With the authors believing that the decrease in the carb intake and subsequent reduction in oxidative stress and inflammation in the body, rather than just the weight loss alone, was a large driver of these improved symptoms seen in the low carb group and not the low fat group.
So these findings are really important for us to consider and we need to be more appreciative of the influence a diet can have on inflammation and pain experience in our patients; particularly those with OA.
I know for one, that I am certainly guilty of keeping a narrow focus in the management of my knee OA patients with advice that often looks and sounds like this:
- “let’s get these quad muscles strong”
- “while you’re at it, it wouldn’t hurt to strengthen your calf and hip muscles and improve your balance too”
- “let’s find some activities that you like to do that give you enjoyment”
- “let’s also find some low impact options through your week to compliment the more intense activities that you like to do”
- “if we can lose 5-10kgs along the way, whilst keeping active, that will no doubt improve your pain and symptoms
So it must be said, there were some limitations to this trial that we need to be aware. Firstly, this was a very small trial with only 6-8 participants in each group. The authors also reported that the population was not racially diverse and that in the future trials that had a more diverse sample of people would allow us to give more confident advice to broad populations.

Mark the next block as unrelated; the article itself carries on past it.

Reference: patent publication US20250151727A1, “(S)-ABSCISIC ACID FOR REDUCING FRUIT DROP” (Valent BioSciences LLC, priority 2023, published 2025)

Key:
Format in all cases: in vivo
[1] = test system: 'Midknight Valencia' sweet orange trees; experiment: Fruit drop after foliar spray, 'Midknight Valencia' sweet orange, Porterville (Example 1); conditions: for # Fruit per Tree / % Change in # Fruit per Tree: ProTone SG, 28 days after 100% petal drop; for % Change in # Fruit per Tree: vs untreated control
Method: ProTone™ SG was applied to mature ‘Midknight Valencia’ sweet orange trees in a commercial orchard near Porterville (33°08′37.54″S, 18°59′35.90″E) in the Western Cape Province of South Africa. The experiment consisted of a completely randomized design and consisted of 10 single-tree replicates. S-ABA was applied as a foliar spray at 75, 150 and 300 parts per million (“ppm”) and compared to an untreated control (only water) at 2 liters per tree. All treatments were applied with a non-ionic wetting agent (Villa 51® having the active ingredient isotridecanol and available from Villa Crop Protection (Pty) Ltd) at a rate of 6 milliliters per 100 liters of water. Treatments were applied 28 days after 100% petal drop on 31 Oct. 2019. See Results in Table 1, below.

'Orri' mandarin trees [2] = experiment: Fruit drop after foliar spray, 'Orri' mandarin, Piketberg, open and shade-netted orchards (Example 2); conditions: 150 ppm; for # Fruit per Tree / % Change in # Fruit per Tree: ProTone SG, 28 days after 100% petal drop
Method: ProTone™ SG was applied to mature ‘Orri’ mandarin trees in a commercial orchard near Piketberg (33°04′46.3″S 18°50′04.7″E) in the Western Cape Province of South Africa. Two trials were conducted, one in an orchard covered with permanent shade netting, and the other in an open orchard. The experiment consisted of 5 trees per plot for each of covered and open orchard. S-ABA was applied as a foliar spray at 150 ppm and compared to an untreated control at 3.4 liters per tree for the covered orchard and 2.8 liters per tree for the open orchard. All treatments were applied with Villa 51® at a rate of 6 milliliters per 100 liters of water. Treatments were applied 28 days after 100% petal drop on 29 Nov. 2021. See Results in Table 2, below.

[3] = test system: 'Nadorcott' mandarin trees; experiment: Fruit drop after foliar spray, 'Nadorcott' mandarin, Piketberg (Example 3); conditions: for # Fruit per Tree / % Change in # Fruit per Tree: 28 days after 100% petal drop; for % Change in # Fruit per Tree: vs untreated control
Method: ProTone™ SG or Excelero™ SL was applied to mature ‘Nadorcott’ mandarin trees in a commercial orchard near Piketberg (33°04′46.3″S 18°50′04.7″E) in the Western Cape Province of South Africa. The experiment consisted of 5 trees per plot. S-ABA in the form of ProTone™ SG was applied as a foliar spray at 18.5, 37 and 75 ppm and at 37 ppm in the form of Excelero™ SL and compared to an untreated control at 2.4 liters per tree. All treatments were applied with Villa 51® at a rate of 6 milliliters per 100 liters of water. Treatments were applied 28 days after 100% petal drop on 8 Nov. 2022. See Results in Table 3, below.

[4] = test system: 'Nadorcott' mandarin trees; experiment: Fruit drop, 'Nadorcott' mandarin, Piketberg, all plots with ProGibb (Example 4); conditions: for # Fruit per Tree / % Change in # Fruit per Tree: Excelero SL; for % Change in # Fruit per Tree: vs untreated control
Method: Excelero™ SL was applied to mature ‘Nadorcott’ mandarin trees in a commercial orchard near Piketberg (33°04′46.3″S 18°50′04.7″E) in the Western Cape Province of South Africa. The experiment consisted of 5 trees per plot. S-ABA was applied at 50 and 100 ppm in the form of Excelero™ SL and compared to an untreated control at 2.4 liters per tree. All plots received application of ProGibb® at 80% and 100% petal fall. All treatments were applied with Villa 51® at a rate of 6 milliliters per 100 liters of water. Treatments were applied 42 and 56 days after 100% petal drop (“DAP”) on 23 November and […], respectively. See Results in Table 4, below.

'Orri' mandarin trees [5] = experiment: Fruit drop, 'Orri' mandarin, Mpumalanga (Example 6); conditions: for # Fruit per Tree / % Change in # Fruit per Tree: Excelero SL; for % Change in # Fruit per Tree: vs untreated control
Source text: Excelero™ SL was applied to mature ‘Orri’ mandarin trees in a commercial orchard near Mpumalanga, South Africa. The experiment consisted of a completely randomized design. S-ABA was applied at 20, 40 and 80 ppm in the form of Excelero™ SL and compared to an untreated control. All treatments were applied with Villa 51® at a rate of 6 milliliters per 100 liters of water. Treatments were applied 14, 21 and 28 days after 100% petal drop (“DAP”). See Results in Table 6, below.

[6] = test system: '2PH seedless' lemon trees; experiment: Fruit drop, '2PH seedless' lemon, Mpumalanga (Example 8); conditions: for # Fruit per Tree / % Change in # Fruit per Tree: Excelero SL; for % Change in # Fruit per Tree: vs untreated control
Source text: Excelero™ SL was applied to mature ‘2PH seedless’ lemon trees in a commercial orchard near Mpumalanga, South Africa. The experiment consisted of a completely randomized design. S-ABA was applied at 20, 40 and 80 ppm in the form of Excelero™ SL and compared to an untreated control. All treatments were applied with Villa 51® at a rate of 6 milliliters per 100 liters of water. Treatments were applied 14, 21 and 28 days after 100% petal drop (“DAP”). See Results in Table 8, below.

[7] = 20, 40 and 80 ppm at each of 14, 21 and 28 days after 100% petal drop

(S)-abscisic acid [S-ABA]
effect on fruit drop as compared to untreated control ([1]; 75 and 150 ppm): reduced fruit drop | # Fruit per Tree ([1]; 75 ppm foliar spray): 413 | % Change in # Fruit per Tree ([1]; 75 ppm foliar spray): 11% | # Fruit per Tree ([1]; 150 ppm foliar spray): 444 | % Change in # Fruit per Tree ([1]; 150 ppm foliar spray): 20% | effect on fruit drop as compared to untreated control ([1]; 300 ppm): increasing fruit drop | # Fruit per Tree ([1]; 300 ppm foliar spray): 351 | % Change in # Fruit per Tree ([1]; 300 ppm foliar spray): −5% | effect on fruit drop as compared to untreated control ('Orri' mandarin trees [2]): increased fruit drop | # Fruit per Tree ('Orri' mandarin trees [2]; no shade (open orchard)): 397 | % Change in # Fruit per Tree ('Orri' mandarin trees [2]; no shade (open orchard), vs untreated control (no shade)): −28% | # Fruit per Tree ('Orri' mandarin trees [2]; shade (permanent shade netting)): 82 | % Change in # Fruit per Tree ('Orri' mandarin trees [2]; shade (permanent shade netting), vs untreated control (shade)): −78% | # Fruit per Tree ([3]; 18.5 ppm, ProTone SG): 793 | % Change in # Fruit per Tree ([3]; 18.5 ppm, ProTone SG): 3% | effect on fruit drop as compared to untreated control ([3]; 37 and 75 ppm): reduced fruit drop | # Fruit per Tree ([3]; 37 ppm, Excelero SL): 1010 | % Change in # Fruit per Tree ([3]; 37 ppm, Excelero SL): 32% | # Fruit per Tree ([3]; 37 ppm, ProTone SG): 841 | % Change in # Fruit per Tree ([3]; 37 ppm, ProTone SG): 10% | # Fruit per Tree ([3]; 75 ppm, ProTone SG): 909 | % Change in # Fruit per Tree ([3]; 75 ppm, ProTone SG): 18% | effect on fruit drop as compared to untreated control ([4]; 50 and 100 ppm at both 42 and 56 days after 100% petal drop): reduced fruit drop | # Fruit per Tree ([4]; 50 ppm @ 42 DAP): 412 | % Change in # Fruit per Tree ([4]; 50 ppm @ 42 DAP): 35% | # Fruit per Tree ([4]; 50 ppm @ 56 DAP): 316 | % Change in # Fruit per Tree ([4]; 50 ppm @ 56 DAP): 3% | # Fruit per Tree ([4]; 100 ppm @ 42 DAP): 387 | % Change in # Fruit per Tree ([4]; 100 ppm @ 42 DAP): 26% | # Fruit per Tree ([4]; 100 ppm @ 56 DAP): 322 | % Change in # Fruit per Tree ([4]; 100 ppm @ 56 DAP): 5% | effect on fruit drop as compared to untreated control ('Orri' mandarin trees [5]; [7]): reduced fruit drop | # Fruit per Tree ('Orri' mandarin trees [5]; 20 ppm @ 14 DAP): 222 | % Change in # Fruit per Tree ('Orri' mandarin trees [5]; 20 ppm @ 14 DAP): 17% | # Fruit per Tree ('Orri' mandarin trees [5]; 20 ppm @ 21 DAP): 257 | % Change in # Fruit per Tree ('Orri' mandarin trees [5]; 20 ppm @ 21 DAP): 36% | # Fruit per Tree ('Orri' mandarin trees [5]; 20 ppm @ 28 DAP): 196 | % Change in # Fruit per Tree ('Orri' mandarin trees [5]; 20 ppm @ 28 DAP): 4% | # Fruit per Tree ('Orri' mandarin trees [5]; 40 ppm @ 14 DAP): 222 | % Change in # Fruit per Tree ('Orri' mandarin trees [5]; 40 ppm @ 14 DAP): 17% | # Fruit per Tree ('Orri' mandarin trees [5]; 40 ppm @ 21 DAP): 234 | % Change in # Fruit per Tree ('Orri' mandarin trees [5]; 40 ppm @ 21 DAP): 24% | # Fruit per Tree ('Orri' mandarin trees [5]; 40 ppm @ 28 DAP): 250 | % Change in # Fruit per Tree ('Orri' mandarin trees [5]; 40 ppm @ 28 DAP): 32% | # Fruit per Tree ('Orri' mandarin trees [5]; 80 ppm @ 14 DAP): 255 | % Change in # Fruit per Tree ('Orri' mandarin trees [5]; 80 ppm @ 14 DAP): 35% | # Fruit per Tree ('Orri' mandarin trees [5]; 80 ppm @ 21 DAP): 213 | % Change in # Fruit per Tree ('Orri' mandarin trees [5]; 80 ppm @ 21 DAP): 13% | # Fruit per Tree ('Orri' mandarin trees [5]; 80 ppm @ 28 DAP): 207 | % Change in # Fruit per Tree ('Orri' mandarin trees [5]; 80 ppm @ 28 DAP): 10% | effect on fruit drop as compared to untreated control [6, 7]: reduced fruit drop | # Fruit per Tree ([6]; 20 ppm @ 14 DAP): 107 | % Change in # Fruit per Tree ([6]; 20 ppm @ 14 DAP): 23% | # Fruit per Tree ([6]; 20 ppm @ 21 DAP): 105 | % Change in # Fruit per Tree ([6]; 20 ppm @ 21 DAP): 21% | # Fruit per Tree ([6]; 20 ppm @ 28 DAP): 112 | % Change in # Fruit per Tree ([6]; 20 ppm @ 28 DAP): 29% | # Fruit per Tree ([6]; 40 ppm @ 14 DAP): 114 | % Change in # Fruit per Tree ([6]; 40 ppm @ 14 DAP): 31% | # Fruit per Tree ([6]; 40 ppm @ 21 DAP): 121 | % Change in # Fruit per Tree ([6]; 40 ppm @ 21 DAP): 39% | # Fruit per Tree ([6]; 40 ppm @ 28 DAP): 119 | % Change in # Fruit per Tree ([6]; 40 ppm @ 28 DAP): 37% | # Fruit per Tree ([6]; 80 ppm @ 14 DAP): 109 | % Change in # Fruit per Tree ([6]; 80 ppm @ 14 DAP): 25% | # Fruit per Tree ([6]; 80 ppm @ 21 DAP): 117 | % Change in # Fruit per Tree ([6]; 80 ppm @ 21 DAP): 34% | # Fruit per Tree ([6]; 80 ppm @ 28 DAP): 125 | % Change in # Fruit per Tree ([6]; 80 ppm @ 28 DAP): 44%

Nevertheless, based on these findings, and given that a dietary change is relatively low risk and low cost compared to other treatment options for knee OA, I think it’s reasonable for us to also give advice to our knee OA patients (and I’m sure those with OA in other parts of their body too) to speak to a dietitian and their GP about making some dietary changes to help their knee OA symptoms and function.
So in wrapping up my blog – I hope you have enjoyed it by the way - here are my 2 cents regarding this paper:
1) Don’t overlook the importance of the diet in a person’s pain experience; especially those with OA.
2) Don’t focus purely on improving lower limb strength and balance and encouraging people with knee OA to “move more” or “exercise more often” or “lose weight” to help their knee OA. These things can absolutely help people improve their symptoms, but also consider others factors such as diet and psychological/contextual factors that may also need to be addressed in helping people with knee OA.
3) For those with knee OA who aren’t motivated to exercise or are currently unwilling to start, then maybe a simple tweak to their diet to reduce carb intake might be the thing that can help them improve their function and quality of life in the short term.
If you'd like to listen to the full 15min podcast with Peter and Randall, click on the link below.
Peter has also been involved in a feasability trial on the impact of an anti-inflammatory diet can have on knee OA, and the full text paper can be found and read here: https://bmcmusculoskeletdisord.biomedcentral.com/articles/10.1186/s12891-022-05003-7#Bib1
Journal Club with Randall Cooper
Mick's 2 Cents are based on the latest episodes of Journal Club with Randall Cooper.
These blogs delve into Mick's own perspective of each topic from the podcast.
If you'd like to listen to the full 15 minute podcast with Randall and Peter, click on one of the links below: